Since becoming interested the last time I worked with WAV in May, I picked up Wisconsin’s Waters: A Confluence of Perspectives at the Spring Green Public Library. The book is one of the resulting outcomes of the Waters of Wisconsin Initiative, begun in 2000 to take stock of the state’s water resources and involve Wisconsin citizens in an informed conversation about their value, protection, and use. The book asserts that Wisconsin land is not only comprised of lots of water and water loves, but it is also rich in water expertise.
Wisconsin is an upstream riparian of the Mississippi River, sharing that resource with many other states. It also shares the Great Lakes with seven other states and two Canadian provinces. These mighty Lakes contain 20% of the world’s fresh surface water supply. While Wisconsin often appears abundant in its water resources, the state is vulnerable to the same water crises happening globally, including population growth, resource consumption, resource abuse, and climate change. This collection was published in 2003, and comments in several of the works highlight the markings of climate change from the most recent winters.
The third report states that Wisconsin experienced an unusual winter in 2002-2003. Although air temperatures were near normal, the amount of snowfall was much below normal, especially in the early winter. That year, there was the shortest duration of ice cover (21 days) on Lake Mendota in south-central Wisconsin in the 148-year historic record of freeze-over and breakup dates (from winter 1855-1856 to present). Lake Mendota, just northeast of us in Wyoming, provided one of the key datasets for analyzing historical changes in ice cover during the 2001 Intergovernmental Panel on Climate Change. The duration has declined at a rate of 1.9 days per decade over the entire time series, and the rate of loss in the most recent twenty years, 16.7 days per decade, is nine times more rapid than over the entire period. The pre-universal Internet article states, “Stories about global and local climate warming are common in our newspapers. In recent years ski-hill operators and ice-fishing shop owners have been complaining about slim winters for their businesses.”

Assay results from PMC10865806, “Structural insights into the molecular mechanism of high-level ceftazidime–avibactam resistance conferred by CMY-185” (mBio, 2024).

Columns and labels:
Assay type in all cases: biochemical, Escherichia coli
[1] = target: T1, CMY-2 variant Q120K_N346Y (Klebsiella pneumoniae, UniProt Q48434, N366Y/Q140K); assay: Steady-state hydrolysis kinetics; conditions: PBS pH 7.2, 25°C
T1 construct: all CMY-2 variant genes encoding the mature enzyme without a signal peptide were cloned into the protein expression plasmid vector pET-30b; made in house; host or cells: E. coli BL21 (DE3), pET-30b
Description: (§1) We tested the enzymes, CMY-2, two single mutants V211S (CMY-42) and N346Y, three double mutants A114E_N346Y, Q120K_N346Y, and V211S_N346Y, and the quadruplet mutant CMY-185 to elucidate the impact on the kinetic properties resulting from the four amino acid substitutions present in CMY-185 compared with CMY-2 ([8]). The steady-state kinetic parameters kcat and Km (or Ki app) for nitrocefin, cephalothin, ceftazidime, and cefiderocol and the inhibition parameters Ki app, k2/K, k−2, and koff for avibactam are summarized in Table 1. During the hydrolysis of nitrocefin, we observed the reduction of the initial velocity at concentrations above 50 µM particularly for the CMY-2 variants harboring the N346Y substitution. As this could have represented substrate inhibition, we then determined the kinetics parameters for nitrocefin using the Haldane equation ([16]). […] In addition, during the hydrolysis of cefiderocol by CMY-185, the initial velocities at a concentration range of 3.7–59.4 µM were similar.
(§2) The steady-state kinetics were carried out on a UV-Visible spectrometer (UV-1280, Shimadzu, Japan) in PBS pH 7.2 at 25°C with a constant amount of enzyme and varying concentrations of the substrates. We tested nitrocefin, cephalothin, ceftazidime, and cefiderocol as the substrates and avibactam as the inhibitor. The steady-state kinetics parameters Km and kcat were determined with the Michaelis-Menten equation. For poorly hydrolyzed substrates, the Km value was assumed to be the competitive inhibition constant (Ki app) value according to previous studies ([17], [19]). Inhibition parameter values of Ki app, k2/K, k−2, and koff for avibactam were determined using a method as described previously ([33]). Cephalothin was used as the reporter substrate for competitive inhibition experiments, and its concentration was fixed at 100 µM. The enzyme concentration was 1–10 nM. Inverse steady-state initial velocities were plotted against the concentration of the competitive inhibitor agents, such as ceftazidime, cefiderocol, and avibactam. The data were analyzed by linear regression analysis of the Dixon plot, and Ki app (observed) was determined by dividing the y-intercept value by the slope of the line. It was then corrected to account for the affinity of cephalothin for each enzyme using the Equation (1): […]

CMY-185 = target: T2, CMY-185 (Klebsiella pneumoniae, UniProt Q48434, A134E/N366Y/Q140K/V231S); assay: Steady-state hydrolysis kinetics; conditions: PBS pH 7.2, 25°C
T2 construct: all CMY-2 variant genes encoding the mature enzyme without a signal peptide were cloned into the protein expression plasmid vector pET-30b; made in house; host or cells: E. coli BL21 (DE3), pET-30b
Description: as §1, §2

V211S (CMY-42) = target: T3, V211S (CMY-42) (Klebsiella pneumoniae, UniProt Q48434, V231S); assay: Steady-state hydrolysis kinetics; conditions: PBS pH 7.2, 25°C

As a resident of this area for only a few seasons, I appreciated how a winter perspective would shift the questions and observations being asked around these waters. At Lowery Creek in January, we may still end our conversation with a tackle box, but perhaps with less enthusiasm. I’ll continue to beg to be placed on the WAV team each month we go out and, of course, will conduct the survey per the protocol. I’ll also be keeping an eye out for shifts in conversational tones too. The neighbors chatting along the stream gives some extra insight into what is between the lines of the data.